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Study Links Genetic Variant To Risk Of Stroke

March 22, 2017

Study Links Genetic Variant to Risk of Stroke

According to a study published online in the New England Journal of Medicine (NEJM), millions of people have a genetic variant that makes them more susceptible to ischemic stroke.  A team of researchers from both the United States and Europe examined the data of four separate studies. 

An ischemic stroke is caused by blockage of blood to the brain. It is the third leading cause of death and accounts for about 90 percent of all strokes, affecting nearly 150,000 Americans a year.  Stroke survivors are often left with permanent stroke-related disabilities.


The study involved 19,602 participants and compared the genomes of 1,544 participants who developed stroke with the genomes of 18,058 who did not. The researchers found the variant on chromosome 12 near a gene which is known to be involved with brain injury repair, and not far from another gene which is linked to blood pressure control.

They also replicated these findings in separate studies of African-American and Caucasian participants.  The results showed that about 20 percent of the Caucasian participants and 10 percent of the African-American participants have at least one copy of the gene, with each copy raising the risk by 30 percent.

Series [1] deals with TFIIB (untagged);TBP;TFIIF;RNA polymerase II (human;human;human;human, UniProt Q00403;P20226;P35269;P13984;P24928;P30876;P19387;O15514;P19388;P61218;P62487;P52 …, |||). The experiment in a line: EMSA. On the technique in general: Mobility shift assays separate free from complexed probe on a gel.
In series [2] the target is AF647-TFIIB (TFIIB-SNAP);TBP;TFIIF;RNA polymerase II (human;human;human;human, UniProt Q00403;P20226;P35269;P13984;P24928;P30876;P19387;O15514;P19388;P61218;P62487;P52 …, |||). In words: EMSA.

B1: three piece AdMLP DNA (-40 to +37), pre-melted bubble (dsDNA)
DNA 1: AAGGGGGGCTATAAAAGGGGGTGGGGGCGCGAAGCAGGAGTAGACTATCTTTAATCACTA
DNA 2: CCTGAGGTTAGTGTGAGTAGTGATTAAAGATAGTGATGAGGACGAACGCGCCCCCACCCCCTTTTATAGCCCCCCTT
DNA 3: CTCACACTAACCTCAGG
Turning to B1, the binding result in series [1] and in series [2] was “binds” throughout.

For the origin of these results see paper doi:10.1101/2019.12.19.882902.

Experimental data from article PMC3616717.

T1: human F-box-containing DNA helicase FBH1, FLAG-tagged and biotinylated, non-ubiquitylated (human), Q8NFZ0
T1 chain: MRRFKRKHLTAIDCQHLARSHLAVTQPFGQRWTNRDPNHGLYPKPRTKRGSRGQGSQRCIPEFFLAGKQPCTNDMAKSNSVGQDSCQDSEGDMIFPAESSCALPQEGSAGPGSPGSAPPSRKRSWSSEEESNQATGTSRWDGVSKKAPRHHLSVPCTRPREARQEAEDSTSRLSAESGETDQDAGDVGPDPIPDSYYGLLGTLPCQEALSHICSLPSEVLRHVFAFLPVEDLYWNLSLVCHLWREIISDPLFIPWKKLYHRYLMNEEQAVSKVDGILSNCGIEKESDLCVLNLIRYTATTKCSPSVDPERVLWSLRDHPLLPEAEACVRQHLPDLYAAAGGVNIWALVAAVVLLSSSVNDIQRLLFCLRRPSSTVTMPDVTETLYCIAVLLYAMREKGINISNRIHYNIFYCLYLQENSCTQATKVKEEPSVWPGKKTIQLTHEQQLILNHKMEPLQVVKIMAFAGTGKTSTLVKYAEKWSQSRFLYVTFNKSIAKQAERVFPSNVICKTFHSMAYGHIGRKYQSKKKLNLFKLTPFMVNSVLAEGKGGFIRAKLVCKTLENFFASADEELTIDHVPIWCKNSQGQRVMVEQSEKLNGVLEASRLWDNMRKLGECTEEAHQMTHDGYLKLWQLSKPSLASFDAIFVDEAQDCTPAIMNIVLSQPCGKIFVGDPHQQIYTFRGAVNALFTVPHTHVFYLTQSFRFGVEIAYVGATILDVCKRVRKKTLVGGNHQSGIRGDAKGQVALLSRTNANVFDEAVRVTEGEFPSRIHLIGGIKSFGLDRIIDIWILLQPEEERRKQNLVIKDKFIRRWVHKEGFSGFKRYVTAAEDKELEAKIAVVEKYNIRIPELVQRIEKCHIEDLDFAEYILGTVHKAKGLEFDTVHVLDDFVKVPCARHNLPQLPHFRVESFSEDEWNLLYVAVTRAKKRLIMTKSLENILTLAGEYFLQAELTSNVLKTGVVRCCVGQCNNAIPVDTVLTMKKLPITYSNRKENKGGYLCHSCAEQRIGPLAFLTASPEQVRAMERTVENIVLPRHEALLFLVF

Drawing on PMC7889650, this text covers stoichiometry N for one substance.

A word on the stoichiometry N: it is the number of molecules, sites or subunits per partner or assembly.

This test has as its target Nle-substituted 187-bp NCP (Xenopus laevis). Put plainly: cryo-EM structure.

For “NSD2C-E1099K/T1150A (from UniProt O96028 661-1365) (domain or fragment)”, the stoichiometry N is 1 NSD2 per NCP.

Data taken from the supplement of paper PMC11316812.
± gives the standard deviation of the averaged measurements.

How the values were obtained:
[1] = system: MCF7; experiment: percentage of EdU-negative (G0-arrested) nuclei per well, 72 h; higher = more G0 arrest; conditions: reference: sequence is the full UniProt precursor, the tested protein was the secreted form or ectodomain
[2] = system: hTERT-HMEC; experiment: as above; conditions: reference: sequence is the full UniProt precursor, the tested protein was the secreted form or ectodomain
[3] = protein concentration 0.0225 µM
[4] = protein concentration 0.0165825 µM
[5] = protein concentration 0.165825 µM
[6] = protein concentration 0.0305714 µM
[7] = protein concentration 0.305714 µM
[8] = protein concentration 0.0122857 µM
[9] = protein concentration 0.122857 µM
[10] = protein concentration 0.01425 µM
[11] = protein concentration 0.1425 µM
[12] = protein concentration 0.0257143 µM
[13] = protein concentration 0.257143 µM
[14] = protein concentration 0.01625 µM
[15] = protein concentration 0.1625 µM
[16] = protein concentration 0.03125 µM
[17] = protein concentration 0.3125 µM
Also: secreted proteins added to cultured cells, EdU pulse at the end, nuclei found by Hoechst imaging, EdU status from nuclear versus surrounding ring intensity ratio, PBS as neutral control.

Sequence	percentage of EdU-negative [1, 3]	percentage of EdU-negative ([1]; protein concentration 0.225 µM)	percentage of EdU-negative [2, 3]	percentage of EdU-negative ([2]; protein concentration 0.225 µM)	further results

Although previous studies have looked at links between genetic factors and stroke risk, this is the first study to identify a common genetic variant influencing the risk of stroke in the United States.

If you or someone you love suffered injury or death because of delay in the diagnosis or treatment of stroke, you should contact the lawyers at Berger & Lagnese, LLC for a free consultation.  The lawyers at Berger & Lagnese, LLC specialize in medical malpractice cases involving the failure to diagnose and treat medical conditions such as stroke.

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